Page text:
Countries where leuceana is not yet introduced should consider all likely pathways for entry, and apply quarantine measures accordingly. Particular attention should be given to the difficulty of controlling this tree once it has become invasive, and that seeds are available for purchase on the Internet.
Leucaena leucocepala is on the Global Invasive Species Database (2021) of information on alien and invasive species that negatively impact biodiversity, managed by the Invasive Species Specialist Group of the IUCN Species Survival Commission: http://www.iucngisd.org/gisd/species.php?sc=23. It is also among 100 of the World's Worst Invasive Alien Species on the Global Invasive Species Database, maintained by the IUCN Invasive Species Specialist Group, 2021: http://www.iucngisd.org/gisd/100_worst.php.
The bruchid beetle, Acanthoscelides macrophthalmus, a seed predator from Central and South America has been released in South Africa. In Australia, where it was accidentally introduced, it is found wherever leucaena occurs, but its impact is not well recorded.
Heteropsylla cubana, a psyllid causing leaf loss and dieback, occurred for the first time in Oceania in the mid-1980s. In most Pacific island countries, control was short-lived with natural enemies of the psyllid bringing it rapidly under control, although in coastal Queensland, where leucaena is planted as cattle fodder, the psyllid remains damaging, and resistant varieties are being sought.
- Physical & Mechanical:
- Hand-pulling is possible for small infestations, as long as the long tap roots are also removed and disposed of appropriately, otherwise they will regrow.
- Slash infestations - same conditions as for hand-weeding. Treat stumps and collect cuttings to prevent regrowth.
- Use cattle or goats to graze trees. However, leucaena grows rapidly and becomes out of reach. (Stomach problems from cattle overeating leaves is solved, e.g., in Australia, by introduction of a stomach bacterium).
- Treat vehicles and farm machinery. If moving from areas where the weed occurs to those weed-free, wash to remove soil. This is equally important if the machinery is being imported into a country or moved within a country.
In Australia, minor use permits allow the use of: triclopyr + picloram; and triclopyr + picloram + aminopyralid. There are two methods of application: foliar spray (for seedlings and stems <5 cm diameter) or cut-stump (cut stem just above ground level and paint immediately with undiluted herbicide). 2,4-D in diesel also used as a basal bark treatment.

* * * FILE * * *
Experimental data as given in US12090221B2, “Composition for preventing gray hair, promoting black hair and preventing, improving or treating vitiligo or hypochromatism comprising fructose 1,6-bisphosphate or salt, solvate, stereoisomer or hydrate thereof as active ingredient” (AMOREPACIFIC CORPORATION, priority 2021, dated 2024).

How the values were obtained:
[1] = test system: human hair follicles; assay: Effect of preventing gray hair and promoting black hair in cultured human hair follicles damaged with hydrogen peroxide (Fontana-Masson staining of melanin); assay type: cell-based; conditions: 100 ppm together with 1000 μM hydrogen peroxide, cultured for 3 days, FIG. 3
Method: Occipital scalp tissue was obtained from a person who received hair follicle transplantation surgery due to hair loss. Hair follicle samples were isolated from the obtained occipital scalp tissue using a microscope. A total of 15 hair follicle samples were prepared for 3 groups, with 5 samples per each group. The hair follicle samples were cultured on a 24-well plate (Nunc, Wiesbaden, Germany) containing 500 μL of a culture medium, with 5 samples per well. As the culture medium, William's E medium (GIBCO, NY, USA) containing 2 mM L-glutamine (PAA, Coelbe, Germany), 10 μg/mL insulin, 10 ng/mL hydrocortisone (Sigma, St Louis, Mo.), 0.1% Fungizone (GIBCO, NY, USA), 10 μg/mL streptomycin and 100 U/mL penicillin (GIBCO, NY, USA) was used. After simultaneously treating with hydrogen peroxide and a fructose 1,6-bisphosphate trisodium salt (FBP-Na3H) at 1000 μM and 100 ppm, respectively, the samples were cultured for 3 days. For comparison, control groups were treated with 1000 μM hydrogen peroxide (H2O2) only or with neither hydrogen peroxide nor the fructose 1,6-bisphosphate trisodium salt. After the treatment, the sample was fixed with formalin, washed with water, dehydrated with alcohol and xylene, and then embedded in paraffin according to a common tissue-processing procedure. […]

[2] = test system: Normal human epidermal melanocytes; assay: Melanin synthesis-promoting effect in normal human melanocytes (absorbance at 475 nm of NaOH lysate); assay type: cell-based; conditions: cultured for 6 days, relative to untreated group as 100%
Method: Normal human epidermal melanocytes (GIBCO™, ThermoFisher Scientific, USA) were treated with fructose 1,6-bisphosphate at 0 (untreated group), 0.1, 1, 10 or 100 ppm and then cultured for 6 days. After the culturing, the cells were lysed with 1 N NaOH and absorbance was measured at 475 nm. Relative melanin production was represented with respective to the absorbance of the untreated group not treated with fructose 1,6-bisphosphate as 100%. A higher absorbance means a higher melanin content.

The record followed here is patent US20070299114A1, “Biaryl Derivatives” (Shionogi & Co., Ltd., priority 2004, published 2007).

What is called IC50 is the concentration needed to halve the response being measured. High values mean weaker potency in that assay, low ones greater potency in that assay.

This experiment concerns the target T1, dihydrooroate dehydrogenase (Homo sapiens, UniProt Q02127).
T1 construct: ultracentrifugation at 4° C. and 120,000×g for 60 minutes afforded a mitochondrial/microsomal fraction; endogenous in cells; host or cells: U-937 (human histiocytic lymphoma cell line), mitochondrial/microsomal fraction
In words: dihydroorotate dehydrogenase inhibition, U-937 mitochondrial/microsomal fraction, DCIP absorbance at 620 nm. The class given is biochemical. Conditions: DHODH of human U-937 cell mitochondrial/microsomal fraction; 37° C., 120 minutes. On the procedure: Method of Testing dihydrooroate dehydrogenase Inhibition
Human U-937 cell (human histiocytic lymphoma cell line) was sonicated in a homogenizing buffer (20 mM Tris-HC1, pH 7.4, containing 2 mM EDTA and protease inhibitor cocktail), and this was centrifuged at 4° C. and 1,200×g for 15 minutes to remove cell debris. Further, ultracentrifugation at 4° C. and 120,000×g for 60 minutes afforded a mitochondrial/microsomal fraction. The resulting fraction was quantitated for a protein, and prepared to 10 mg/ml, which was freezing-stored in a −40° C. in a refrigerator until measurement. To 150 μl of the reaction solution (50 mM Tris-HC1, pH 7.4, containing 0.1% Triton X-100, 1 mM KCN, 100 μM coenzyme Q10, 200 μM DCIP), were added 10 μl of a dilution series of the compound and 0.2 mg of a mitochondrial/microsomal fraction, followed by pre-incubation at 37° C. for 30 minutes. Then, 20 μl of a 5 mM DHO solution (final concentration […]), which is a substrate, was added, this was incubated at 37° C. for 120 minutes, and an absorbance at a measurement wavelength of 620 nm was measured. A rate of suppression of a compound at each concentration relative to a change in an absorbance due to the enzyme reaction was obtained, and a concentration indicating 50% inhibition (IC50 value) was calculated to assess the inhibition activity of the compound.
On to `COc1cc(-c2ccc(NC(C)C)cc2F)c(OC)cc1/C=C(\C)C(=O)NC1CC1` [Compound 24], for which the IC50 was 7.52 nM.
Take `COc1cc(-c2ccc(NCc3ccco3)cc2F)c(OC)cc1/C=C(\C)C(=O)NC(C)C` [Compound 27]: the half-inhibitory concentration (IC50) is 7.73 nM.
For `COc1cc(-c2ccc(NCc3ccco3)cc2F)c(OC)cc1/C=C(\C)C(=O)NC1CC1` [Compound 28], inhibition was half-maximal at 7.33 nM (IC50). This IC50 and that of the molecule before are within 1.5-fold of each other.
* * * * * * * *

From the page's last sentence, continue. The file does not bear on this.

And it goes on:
When using a pesticide, always wear protective clothing and follow the instructions on the product label, such as dosage, timing of application, and pre-harvest interval. Recommendations will vary with the crop and system of cultivation. Expert advice on the most appropriate herbicides to use should always be sought from local agricultural authorities.
AUTHOR Grahame Jackson & Mani Mua
Information from PIER (2017) Leucaena leucocephala (Lam.) de Wit, Fabaceae. Pacific Island Ecosystems at Risk (PIER), Institute of Pacific Islands Forestry. (http://www.hear.org/pier/species/leucaena_leucocephala.htm); and CABI (2019) Leucaena leucocephala (leucaena). Invasive Species Compendium. (https://www.cabi.org/isc/datasheet/31634); and DAF (2020) Leucaena Leucaena leucocephala. Queensland Government. (https://www.daf.qld.gov.au/__data/assets/pdf_file/0019/73450/leucaena.pdf). Photo 1 Dan Clark USDI National Park Service, Bugwood.org. Photo 2. Forrest & Kim Starr, Starr Environmental, Bugwood.org. Photos 4&5 Gerald McCormack Cook Islands Biodiversity & Natural Heritage. Photo 7 Krish Dulal Pods of Leucaena leucocephala in the month of May: (https://commons.wikimedia.org/wiki/File:Leucaena_leucocephala_NP.JPG).
Produced with support from the Australian Centre for International Agricultural Research under project HORT/2016/185: Responding to emerging pest and disease threats to horticulture in the Pacific islands, implemented by the University of Queensland and the Secretariat of the Pacific Community.